Do we need a “National Day of Prayer”?

Do we need a “National Day of Prayer”? May 1, 2017

By Danny Chisholm

Rev. Danny Chisholm

I received an email invitation to our city’s version of the National Day of Prayer breakfast. The subtext is to “pray for the needs of our government.”

This government sponsored call to prayer was signed into law by President Ronald Reagan in 1988. Since then, the first Thursday of May is known as the “National Day of Prayer.”

The national day of prayer website says, “Our theme this year is For Your Great Name’s Sake! Hear Us …Forgive Us …Heal Us! which is inspired by Daniel 9:19. As the 2017 National Day of Prayer on May 4th quickly approaches, thousands of individuals, churches, and communities will be working to rally millions of Christians to once again heed this national call to prayer.”

I know there are other pastors who find it strange that a church leader would feel this way. What could be wrong with prayer?

Nothing is wrong with prayer, but I am skeptical about this government-endorsed prayer event. I do not believe this should be the government’s role; plus the fact I remain dubious to the effects of such a prayer event upon the policies and actions of our elected officials.

There will be a breakfast, prayers offered, and perhaps a sermon or two calling “America back to God.” And afterwards, if history is any guide, politicians will go back to their offices to continue business as usual.

I’m not opposed to praying on May 5th. I’m pretty sure I will be saying a prayer on that day, along with many others who practice such a spiritual discipline. I’ll be praying before and after that day as well, but it won’t be because of a bill passed by Congress and signed by the President. It shouldn’t be the government that calls people to pray. It is the church’s job to call people to pray. The church doesn’t need the government’s sanction or admonition to pray.

I’ve appreciated the show “The West Wing” for a long time. Every now and then, I’ll start binge watching it with my wife Lori. I know it’s just a TV show, but it raises some important issues and retains its shelf life decades later. In one episode, Arnie Vinnick (played by Alan Alda) is a senator who is also a candidate for president. He has concerns about the government getting involved with religion, connected somewhat to his own life experiences. Some of his friends are asking him to “go to church” to pacify his political base. He responds:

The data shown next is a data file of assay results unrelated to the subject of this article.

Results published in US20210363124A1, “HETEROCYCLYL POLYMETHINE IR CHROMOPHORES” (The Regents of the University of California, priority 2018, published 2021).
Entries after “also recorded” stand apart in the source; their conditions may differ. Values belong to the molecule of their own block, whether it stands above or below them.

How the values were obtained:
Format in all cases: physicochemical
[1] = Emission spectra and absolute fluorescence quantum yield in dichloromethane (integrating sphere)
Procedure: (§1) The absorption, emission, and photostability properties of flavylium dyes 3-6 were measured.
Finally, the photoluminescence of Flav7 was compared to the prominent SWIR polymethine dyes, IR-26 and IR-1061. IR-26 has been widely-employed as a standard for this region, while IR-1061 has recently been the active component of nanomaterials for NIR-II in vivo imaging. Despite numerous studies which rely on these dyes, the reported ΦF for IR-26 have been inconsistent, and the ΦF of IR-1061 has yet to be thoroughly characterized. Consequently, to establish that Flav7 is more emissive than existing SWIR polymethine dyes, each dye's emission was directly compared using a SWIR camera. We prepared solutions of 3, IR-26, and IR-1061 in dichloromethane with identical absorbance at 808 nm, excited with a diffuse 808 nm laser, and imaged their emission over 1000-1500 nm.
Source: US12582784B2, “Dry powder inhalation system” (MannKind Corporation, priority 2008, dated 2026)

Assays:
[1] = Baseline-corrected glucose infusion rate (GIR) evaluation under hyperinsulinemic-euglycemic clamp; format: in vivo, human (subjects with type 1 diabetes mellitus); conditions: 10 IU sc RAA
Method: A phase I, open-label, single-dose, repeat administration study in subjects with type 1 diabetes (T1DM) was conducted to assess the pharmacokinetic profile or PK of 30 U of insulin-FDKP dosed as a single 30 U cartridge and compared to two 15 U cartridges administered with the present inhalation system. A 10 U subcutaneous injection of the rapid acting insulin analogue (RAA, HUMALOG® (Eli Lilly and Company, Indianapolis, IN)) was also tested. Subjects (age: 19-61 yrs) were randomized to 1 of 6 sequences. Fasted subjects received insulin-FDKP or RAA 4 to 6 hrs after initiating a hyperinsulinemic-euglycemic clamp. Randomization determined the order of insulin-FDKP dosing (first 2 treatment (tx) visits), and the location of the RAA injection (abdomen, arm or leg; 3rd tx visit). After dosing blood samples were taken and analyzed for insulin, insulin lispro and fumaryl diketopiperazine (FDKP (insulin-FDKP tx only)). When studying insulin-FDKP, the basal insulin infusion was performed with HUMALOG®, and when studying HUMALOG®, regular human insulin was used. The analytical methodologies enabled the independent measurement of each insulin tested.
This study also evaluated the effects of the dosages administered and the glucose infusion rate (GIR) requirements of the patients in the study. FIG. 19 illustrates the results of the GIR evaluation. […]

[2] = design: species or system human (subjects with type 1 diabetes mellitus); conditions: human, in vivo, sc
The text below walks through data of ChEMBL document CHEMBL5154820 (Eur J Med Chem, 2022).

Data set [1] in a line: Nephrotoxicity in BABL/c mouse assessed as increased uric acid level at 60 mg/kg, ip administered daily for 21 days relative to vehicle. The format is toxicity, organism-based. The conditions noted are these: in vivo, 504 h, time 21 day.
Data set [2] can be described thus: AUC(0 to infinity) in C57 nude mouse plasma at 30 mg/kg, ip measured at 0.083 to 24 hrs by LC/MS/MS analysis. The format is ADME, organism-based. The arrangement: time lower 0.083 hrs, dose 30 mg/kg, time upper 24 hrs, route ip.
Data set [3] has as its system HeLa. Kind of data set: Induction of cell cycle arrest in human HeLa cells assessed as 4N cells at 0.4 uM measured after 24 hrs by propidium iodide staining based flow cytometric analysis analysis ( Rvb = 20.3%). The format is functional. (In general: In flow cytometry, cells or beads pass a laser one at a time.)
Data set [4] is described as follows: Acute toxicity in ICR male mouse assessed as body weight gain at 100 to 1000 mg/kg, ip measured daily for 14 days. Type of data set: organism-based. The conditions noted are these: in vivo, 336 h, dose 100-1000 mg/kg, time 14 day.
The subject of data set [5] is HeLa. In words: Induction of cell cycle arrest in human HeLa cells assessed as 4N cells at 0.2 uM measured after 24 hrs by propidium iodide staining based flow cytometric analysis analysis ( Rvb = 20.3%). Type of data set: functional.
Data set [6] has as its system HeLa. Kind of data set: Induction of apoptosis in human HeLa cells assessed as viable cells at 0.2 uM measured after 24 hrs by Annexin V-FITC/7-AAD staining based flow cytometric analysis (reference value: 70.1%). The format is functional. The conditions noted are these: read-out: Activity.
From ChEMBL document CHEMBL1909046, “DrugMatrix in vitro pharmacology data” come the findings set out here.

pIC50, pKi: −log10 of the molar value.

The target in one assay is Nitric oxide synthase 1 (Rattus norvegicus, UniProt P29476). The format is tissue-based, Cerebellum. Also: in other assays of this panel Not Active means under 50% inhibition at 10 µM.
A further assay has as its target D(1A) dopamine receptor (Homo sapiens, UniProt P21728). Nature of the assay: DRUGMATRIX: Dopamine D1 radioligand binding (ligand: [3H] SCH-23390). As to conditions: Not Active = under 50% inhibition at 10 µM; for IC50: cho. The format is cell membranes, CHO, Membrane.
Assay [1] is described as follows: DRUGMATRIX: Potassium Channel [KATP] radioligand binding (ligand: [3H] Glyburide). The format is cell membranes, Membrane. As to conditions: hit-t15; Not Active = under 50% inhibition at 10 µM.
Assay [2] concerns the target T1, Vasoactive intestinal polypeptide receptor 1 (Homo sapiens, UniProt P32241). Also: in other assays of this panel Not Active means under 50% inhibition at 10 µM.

“I don’t see how we can have a separation of church and state in this government if you have to pass a religious test to get in this government. And I want to warn everyone in the press and all the voters out there if you demand expressions of religious faith from politicians, you are just begging to be lied to. They won’t all lie to you but a lot of them will. And it will be the easiest lie they ever had to tell to get your votes. So, every day until the end of this campaign, I’ll answer any question anyone has on government, But if you have a question on religion, please go to church.”

I’m reminded of Psalm 66.18: “If I had cherished sin in my heart, the Lord would not have listened.” God wants to hear from us, but there must be a willingness to confess and turn from our sinful ways. The church, with its prophetic voice and witness, is in the best position to call people to repentance. Prayer must result in a change of behavior, not a continuation of the same kinds of behavior that have resulted in policies that oppress the poor and alienate people.

There are times when I’ve called our family of faith to prayer. We’ve had “40 days of prayer” and also used prayer guides from our larger Baptist community of faith. In addition to these corporate appeals for prayer, it’s important to have a daily, personal practice of prayer. We must always be mindful of Jesus’ teachings concerning our attitude when we pray (Matthew 6:5-8).

Tony Campolo put it this way, “”Mixing religion and politics is like mixing ice cream and manure. It doesn’t do much to the manure but it sure does ruin the ice cream.”

If there was a doubt, let me clarify that the church is supposed to be the ice cream.

May God help us as Christians to make every day a national (and international) day of prayer for our nation (and all nations).

Danny Chisholm serves as senior pastor of University Heights Baptist Church in Springfield, Mo. Read his blog online at https:/ and connect on Twitter at @ChisholmDanny

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